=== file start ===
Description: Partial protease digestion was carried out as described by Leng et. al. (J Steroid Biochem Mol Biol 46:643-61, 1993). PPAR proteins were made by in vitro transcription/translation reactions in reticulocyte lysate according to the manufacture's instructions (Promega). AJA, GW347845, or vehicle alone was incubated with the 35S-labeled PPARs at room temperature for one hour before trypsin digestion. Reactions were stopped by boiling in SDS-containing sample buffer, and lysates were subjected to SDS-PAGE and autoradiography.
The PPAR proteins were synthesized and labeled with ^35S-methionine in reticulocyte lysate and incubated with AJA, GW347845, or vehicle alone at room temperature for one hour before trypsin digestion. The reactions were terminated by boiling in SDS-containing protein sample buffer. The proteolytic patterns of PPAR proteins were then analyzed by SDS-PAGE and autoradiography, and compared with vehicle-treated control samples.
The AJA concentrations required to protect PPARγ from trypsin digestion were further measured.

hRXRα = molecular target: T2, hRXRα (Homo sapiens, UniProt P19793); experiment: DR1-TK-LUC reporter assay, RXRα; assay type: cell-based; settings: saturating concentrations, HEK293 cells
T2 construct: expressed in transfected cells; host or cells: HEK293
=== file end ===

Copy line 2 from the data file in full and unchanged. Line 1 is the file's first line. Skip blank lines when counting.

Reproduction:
The PPAR proteins were synthesized and labeled with ^35S-methionine in reticulocyte lysate and incubated with AJA, GW347845, or vehicle alone at room temperature for one hour before trypsin digestion. The reactions were terminated by boiling in SDS-containing protein sample buffer. The proteolytic patterns of PPAR proteins were then analyzed by SDS-PAGE and autoradiography, and compared with vehicle-treated control samples.